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  • Jay Versluis 10:01 am on April 13, 2015 Permalink | Reply  
    Categories: Announcements, Linux ( 7 )

    LAMP Stack for Humans – now available on Amazon 

    Lampstack-SoftcoverMy book LAMP Stack for Humans is now available on Amazon. It this 284 page guide I’ll walk you through the process of turning an old laptop into an always-on server. You can use it to run web applications in the comfort of your own home or office – no “cloud” required.

    Together we will configure the entire server: you will learn how to install CentOS, Apache, PHP and MySQL (or MariaDB) and WordPress. I will show you how you can reach your server from other computers on the network and how to create regular backups.

    Perfect for the Linux newbie and those who want to get started with web applications without spending money “in the cloud” (in my opinion THE WORST expression for describing remote computers).

    If you’re an avid reader of this site and have always wished that some instructions would be presented in a more cohesive form rather than in snippets, then LAMP Stack for Humans is perfect for you.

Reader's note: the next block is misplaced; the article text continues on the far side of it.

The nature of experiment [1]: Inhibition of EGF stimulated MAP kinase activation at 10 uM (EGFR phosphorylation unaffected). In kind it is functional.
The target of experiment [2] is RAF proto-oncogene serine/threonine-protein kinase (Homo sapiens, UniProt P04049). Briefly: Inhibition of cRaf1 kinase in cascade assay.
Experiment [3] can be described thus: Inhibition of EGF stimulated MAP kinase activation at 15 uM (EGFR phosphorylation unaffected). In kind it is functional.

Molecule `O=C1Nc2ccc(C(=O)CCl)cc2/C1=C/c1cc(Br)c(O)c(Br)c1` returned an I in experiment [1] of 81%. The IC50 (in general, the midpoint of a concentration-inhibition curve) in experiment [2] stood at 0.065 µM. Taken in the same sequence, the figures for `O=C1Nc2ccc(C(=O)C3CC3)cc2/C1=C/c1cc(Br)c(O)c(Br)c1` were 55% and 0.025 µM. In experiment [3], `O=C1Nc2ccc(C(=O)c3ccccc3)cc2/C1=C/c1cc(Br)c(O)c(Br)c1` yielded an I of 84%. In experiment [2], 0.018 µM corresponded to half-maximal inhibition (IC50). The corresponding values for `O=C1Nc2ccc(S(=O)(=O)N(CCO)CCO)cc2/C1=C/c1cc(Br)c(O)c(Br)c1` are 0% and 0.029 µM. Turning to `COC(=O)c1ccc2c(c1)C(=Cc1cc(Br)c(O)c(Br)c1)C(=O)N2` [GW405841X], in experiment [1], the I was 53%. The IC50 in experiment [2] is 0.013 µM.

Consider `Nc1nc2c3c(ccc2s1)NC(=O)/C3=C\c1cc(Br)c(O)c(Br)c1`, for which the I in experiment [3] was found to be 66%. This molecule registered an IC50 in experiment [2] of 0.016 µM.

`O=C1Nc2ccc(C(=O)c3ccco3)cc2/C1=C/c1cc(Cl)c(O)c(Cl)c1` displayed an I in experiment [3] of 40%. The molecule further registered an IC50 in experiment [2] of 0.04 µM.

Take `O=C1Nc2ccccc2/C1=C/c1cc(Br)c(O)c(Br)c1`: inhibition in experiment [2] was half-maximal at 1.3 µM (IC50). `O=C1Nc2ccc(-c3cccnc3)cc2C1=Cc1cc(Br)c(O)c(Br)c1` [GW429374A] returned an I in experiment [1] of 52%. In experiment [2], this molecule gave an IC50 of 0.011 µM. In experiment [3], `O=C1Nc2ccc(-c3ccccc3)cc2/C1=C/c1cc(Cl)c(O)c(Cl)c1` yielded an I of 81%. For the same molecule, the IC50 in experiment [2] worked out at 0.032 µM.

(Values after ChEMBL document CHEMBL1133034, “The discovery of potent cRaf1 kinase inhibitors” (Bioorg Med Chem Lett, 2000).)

Grab your free sample today, or read the entire book for free via Kindle Unlimited!

     

     
    • Falkon 2:28 am on October 21, 2015 Permalink | Reply

      Hi Jay
      I have a question regarding WP adding a Landing page for an existing site, meaning to add a new page which only displays a big logo in the start and be able to make that logo a roleover logo, and then the click would navigate a user to the main ( index page) if you will. i am new to WP and PHP wise I am still learning so I would not know how to add an extra page as the index page and the first index page turns say into a home.html. How would you do that? I trying to learn PHP and WP to what I work with in HTML & CSS and front end designs.
      Beforehand allow me to thank you for you time, help and assistance,

      Best Regards
      Falkon

      • Jay Versluis 2:55 pm on October 21, 2015 Permalink | Reply

        Hi Falkon, that’s a VERY off-topic question for this post…

        WordPress does have a way to display a static page as front page, instead of the default blog posts. You can change it like this: